• cherylsilver

PARTY ON! by Ellen Donker

Updated: Dec 12, 2019

Rent Party closes in on a decade fighting hunger

The South Orange Elks presented Rent Party with a $2,000 check this summer to support the garden. L to R: David Wagner, Tom Nevius, Jerry O'Connell, Allen Pierce, Chris Dickson, Mike Leonard, Yoda Bob Donnelly, Karen Rutberg, Jim Myracle.

If you’re Chris Dickson, there are two kinds of people in Maplewood and South Orange: those who know what a Rent Party is and those who don’t. He seems dumbfounded by the latter. After all, he’s been running monthly events for this hyper-local hunger relief organization for ten years now, advertising them with signs that sprout up on lawns a week before each party.


“You always have to be telling your story,” Dickson says. And he’s told Rent Party’s too many times to count. Partnering with David Wagner in 2009, the duo set out to host live music events to raise money to address hunger in Maplewood and South Orange. They charge $10 admission (it started at $5), bring in local bands for entertainment and use the proceeds – donating more than $100,000 in the past five years – to help food pantries at Our Lady of Sorrows and Oheb Shalom in South Orange, and St. Joseph’s in Maplewood. To date, they’ve hosted 124 shows.


But the name? The organization is called Rent Party as a nod to the music parties people began holding in Harlem in the '20s, when a hat was passed to help people pay their rent. In 2009, many people were facing difficult times after the financial crisis and Dickson sought to help where he could. He calls it the hunger fighting lane. And that’s where he’s stayed.

Left: Rent Party founder Chris Dickson. Photo courtesy of George Kopp.

Unfortunately, food insecurity hasn’t changed much over the years, so Dickson continues to run the parties, adding programs that address hunger in different ways. BackPack Pals, an initiative that provides approximately 100 students with a weekend’s worth of nutritious food during the school year has started its ninth year.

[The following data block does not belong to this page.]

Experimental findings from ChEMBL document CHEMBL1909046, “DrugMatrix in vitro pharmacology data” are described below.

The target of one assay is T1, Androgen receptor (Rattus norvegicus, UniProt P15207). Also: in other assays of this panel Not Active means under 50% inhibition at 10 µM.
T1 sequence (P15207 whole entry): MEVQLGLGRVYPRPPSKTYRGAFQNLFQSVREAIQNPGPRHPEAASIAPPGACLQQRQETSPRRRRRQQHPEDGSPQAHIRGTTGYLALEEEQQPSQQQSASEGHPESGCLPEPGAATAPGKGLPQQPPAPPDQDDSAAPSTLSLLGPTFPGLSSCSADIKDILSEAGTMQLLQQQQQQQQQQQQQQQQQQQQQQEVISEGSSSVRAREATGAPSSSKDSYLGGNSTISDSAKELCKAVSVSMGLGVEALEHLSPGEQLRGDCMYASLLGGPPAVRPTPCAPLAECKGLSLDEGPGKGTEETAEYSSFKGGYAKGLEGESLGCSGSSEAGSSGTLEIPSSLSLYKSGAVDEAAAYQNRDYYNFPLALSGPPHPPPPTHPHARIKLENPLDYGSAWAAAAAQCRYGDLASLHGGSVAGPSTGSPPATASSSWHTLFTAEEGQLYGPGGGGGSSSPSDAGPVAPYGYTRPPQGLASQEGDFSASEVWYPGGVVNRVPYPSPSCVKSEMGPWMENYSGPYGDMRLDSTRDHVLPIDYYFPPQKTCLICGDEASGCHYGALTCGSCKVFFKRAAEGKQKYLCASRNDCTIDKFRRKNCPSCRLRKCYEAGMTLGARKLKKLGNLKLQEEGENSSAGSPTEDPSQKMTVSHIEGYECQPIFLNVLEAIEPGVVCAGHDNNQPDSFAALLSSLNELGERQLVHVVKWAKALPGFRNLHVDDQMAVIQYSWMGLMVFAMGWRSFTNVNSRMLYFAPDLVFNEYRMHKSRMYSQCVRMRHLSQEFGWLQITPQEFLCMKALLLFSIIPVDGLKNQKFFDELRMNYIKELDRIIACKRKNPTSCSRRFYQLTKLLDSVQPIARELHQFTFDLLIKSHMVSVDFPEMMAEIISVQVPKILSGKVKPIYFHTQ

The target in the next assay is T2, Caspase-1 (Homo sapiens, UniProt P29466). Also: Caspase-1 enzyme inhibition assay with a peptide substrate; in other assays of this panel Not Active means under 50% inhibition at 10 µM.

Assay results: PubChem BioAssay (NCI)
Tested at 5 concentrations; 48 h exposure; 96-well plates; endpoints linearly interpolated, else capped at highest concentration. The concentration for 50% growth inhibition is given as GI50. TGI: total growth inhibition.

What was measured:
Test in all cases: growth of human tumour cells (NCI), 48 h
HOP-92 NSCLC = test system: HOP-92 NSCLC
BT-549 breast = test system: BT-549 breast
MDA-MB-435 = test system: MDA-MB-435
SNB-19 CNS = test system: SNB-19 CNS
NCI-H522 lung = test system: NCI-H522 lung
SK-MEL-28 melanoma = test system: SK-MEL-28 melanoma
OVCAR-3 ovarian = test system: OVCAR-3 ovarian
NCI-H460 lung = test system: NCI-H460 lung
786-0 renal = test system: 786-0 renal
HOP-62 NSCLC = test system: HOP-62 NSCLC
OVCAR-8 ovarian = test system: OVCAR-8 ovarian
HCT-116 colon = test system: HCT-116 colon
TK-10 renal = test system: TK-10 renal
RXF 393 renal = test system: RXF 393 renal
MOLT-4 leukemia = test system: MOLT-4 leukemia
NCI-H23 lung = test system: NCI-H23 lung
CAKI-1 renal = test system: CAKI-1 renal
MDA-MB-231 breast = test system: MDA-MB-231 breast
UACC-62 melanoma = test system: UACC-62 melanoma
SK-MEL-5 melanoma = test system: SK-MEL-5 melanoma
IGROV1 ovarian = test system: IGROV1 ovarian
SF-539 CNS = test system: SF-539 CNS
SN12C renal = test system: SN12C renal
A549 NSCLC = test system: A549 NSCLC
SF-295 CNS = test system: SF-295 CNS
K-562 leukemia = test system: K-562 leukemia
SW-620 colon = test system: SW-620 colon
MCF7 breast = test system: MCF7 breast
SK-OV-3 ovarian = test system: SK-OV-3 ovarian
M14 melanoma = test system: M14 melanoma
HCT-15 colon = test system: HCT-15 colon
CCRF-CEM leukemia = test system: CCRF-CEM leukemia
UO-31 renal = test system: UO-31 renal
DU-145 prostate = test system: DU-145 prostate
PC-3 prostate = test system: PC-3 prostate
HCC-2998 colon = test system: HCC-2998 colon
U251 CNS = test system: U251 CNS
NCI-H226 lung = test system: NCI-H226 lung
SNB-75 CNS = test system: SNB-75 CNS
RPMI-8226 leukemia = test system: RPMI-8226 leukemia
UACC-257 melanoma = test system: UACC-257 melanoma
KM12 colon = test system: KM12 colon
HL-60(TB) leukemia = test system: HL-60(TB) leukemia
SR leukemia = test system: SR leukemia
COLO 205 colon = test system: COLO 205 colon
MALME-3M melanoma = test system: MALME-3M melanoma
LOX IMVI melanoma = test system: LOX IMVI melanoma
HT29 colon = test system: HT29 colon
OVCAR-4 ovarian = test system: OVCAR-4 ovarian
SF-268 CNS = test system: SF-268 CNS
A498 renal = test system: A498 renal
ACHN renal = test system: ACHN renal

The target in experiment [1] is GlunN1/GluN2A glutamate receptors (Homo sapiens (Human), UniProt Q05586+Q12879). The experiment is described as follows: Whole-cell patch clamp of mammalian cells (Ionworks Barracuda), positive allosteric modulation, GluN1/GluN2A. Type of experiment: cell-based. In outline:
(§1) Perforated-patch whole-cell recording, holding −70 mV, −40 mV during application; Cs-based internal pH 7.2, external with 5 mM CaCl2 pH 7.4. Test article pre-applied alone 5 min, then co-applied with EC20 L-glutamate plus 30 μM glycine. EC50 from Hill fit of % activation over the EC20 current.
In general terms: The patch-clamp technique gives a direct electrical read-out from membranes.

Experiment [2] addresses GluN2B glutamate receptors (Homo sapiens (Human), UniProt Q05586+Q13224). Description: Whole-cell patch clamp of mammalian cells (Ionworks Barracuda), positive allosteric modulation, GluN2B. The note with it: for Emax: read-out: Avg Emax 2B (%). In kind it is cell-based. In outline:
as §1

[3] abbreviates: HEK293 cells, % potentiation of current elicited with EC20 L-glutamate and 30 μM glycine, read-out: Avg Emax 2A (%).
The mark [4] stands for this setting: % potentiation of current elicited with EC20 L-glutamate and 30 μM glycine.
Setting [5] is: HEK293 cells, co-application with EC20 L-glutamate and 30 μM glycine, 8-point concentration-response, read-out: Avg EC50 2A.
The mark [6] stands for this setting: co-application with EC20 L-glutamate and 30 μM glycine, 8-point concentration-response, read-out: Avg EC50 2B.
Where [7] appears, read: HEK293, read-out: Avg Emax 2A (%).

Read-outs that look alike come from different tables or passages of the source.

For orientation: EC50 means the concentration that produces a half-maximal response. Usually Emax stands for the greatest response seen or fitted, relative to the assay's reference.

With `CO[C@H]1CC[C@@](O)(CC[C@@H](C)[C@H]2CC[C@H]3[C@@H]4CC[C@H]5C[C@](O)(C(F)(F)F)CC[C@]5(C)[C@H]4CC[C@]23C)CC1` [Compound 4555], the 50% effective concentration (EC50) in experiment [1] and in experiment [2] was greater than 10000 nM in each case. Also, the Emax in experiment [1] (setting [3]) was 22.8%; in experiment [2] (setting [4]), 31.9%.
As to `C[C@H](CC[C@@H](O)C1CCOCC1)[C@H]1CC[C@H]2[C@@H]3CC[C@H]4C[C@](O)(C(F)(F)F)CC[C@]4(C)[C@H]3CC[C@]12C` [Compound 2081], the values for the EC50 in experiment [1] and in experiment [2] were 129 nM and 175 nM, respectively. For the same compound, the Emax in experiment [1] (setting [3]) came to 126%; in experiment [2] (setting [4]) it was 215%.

The South Orange Elks Rent Party Garden, on the front lawn of the Elks Club, just wrapped up its eighth season growing produce for the food pantries. Dickson says, “I’m happy to report we broke our record. We raised over 2,100 pounds of fresh produce this summer.” It has also become an approved site for students of the Essex County Master Gardeners program to earn volunteer credits, thanks to Karen Rutberg, who has served as Rent Party’s director of garden operations for the past five years.


And this summer Dickson formed a partnership with Seth Boyden Shares, donating produce to the school’s community garden for their free farmers’ market in the summer. Rent Party also supplies snacks to the Montrose Preschool, donates Thanksgiving baskets to students in need, and works with Mary Vayas and the Village Trattoria to provide pizzas for the Saturday school program at Maplewood Middle School.

Above the Moon. Photo courtesy of George Kopp.

Clearly Dickson is satisfied with the work that the organization has done to fight hunger for the past ten years, and proud that it’s still 100 percent volunteer-led. To celebrate, people suggested Dickson plan something fancy, such as a fundraising gala. But that’s not his style. Instead he did what he does every second Friday of the month: He held a show.


Rent Party continues to evolve as Dickson strives to keep the events relevant. Come December, Bone Pool Radio will curate a handful of shows. “Part of my goal today,” Dickson says, “is to make Rent Party just a little younger over the next couple of years.” To that end, he’s planning a family-friendly, all-day music event at The Woodland on Saturday, May 23.


Dickson credits the community for Rent Party’s success in fighting hunger. He says, “It’s more than just the shows. It’s the garden, it’s our relationship with the people in the pantries, it’s the relationship with the social workers and that kind of thing. And it can’t happen just anywhere. There’s something in the water here.”